There is quite a bit of discussion around smart cities, today. Much of it, as is the case with 5G, is hype. However, smart cities are going to light up in the next couple of years. Here is why.
Like most government entities, progress is much slower than the private sector. Some of that is because government is a different beast when it comes to agility; and being able to turn a big ship takes time. Other reasons have to do with mentality, financial and regulations. Any of us that have dealt with governments know all about that.
However, when it comes to smart cities, governments have an incentive – money! Smart cities are going to optimize efficiency, thereby saving money. How and when that will happen is still a bit vague, but city managers are seeing the light. Functions like shared data, smart technology, and real time metrics will bring about a fundamental shift in how cities are run. Moreover, they are realizing that smart technology will help them keep track of people – for good or bad is up for grabs.
For example, cash flow can be improved. Cities can offer incentives for having citizens connect and automate certain functions, such as paying various utility bills on a custom schedule for each user.
One of the most vaulted benefits that smart city platforms will offer is around safety. Full integration among citizens, first responders, and support services is many years away, however. In the end, such integration will help to ensure fewer mistakes, more accurate analysis of events, precise resource allocation (emergency responders, hospitals), and a much higher safety level for all.
One of the visions that smart cities will realize is that it will be an umbrella full of use cases. That includes elements such as smart buildings, smart cars, vehicle-to-vehicle and vehicle-to-infrastructure connectivity (V2V, V2I), smart grids, smart retail services, and more – what is often referred to as the “connected life.”
There are two emerging platforms that will determine how fast and advanced smart cities get, and they are closely tied to cities. The platforms are 5G and the Internet of Everything/Everyone (IoX). 5G because, predominantly, the amount of data that will be flowing everywhere. Present wireless network technologies will not be able to keep up. As well, other metrics, such as ultra-reliable low-latency communications (URLLC) will be required to enable autonomous vehicles, for example.
The IoX will be a significant component because “smart” is umbilically tied to information acquisition and analysis. The number of sensors that will be needed to deploy a ubiquitous layer of data points will be monumental. The only platform capable of doing that is the IoX.
This is not to say that 5G and the IoX will determine the success or failure of smart cities. There are many smart systems that can (and some are) be implemented today (smart meters, smart traffic lights, smart utilities) that comes under the smart city heading. For them to reach full potential, both 5G and the IoX will have to play a major role.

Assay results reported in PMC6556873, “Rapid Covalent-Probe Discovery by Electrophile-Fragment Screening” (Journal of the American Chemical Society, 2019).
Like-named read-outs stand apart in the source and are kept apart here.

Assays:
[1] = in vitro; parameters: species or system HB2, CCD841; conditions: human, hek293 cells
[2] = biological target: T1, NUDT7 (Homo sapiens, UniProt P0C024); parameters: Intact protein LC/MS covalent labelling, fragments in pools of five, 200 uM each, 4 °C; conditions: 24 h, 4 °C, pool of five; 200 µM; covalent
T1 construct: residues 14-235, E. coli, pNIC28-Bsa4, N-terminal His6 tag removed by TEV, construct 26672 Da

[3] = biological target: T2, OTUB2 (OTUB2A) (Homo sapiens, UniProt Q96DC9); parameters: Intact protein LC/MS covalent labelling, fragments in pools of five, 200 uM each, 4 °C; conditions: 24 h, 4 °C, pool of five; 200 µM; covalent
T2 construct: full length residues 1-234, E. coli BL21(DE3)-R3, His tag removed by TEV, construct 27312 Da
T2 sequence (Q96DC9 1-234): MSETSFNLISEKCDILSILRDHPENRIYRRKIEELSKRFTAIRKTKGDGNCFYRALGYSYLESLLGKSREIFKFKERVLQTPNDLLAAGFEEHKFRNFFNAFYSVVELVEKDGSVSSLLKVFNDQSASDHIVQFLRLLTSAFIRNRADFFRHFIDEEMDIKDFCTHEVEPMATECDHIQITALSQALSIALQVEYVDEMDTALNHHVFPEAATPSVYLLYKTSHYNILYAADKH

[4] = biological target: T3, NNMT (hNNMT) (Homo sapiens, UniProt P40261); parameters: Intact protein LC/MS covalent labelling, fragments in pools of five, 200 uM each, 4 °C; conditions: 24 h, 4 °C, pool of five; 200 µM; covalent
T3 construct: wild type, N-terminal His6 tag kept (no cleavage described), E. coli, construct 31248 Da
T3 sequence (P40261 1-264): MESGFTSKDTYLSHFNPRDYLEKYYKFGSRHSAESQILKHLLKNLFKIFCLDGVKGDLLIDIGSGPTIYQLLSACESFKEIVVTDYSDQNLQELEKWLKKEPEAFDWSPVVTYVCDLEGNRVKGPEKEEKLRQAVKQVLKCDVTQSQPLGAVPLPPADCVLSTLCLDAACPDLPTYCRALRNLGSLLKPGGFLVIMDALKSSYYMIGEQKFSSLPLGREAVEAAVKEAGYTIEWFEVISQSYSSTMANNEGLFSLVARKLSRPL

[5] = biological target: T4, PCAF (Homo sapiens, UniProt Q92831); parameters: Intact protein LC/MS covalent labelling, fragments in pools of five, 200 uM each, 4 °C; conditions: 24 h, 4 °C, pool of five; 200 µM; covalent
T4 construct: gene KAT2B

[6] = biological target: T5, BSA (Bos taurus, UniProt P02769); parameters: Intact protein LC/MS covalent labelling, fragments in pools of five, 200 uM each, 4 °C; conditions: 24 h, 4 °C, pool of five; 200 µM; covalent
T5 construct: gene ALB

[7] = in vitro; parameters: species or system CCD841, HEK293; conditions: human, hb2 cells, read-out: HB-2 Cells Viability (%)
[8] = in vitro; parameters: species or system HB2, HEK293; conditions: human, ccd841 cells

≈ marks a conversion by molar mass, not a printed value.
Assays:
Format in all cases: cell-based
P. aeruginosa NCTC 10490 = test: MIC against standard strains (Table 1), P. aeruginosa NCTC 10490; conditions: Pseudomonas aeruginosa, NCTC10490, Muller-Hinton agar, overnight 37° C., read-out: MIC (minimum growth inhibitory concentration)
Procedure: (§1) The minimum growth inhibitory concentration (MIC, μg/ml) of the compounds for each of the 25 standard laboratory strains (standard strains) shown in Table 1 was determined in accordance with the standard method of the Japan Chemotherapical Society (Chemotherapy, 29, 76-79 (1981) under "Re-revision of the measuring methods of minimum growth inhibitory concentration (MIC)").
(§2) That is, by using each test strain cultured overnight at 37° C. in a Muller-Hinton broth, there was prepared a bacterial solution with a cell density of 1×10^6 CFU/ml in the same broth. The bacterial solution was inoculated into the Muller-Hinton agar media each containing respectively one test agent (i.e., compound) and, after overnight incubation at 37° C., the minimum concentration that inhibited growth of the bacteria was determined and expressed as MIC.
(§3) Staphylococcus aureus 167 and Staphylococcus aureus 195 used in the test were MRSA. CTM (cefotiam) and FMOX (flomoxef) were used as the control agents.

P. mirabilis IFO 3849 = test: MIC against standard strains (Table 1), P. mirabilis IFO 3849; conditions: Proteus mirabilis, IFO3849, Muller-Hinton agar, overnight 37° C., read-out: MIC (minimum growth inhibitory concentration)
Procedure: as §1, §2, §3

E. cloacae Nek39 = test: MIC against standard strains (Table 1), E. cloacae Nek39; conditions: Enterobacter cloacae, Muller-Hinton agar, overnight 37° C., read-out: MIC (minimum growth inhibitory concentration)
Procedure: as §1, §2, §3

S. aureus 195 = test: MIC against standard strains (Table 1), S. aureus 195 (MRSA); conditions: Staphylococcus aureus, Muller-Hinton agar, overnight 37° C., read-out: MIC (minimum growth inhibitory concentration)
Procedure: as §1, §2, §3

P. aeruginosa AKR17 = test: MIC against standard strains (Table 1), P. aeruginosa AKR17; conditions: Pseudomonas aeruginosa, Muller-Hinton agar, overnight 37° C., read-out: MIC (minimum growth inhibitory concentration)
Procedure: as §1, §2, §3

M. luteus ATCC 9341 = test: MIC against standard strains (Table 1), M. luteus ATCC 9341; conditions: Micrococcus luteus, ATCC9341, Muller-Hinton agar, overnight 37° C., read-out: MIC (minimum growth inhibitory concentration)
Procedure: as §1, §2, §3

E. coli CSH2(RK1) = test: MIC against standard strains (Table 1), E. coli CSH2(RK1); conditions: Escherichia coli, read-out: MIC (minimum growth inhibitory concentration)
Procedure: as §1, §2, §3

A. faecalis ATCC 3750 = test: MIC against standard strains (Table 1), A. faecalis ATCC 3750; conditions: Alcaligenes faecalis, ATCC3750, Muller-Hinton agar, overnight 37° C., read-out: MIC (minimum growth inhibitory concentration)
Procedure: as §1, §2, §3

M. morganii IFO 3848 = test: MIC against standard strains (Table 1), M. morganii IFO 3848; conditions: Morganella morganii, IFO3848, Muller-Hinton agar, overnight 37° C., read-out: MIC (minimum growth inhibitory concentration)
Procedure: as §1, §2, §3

A huge component that will be critical in smart city evolution is edge networks. Distributed and edge computing will be a requirement, not an option. Why? Two main reasons – latency and traffic volume, especially in the largest cities.
Additionally, do not forget about AI, and its subsets, machine learning and machine intelligence. These technologies will become extremely important at the edge for local data analysis and traffic management. They will also be important at the core, for dynamic spectrum management, frequency agility and real-time spectrum manipulation.
While 2019 will not see a proliferation of smart cities, there will be movement. All parties involved with smart city technology will move toward a higher level of innovative thinking and collaboration between different agencies, service providers, procurement/contracts offices and community stakeholders.
To wit, The Telecommunications Industry Association (TIA) and the IoT Community, recently, signed a memorandum of understanding (MoU) to collaborate on a set of initiatives regarding smart buildings, manufacturing, connected vehicles, intelligent transportation, healthcare, and more. They will share commercial, technical, and standardization insights and explore opportunities for collaboration on technologies, exchange information and expertise. These will lead to solutions that, in turn, will accelerate the development of the IoX. This is the kind of movement that is needed for smart “X” to gain traction. Hopefully, this is the beginning of such a trend.
The groundwork is being laid but there are many challenges and related technologies that will determine how quickly smart cities approach real “smarts.”
This article ran in the Issue 1, Spring 2019 issue of Applied Wireless Technology.